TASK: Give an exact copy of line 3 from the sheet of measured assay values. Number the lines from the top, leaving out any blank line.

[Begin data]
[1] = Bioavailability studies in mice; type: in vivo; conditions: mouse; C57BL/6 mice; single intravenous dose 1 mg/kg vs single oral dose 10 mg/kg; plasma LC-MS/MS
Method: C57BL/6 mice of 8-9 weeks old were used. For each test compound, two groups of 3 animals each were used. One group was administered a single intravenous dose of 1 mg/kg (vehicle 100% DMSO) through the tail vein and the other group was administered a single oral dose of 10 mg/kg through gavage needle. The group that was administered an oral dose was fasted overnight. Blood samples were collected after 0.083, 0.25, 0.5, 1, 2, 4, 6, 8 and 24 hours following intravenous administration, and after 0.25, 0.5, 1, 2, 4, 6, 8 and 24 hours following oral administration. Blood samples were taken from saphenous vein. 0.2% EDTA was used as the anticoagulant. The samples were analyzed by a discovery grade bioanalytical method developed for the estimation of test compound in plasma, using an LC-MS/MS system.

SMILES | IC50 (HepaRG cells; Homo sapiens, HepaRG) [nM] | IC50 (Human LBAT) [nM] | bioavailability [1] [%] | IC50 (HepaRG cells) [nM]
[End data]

SMILES | IC50 (HepaRG cells; Homo sapiens, HepaRG) [nM] | IC50 (Human LBAT) [nM] | bioavailability [1] [%] | IC50 (HepaRG cells) [nM]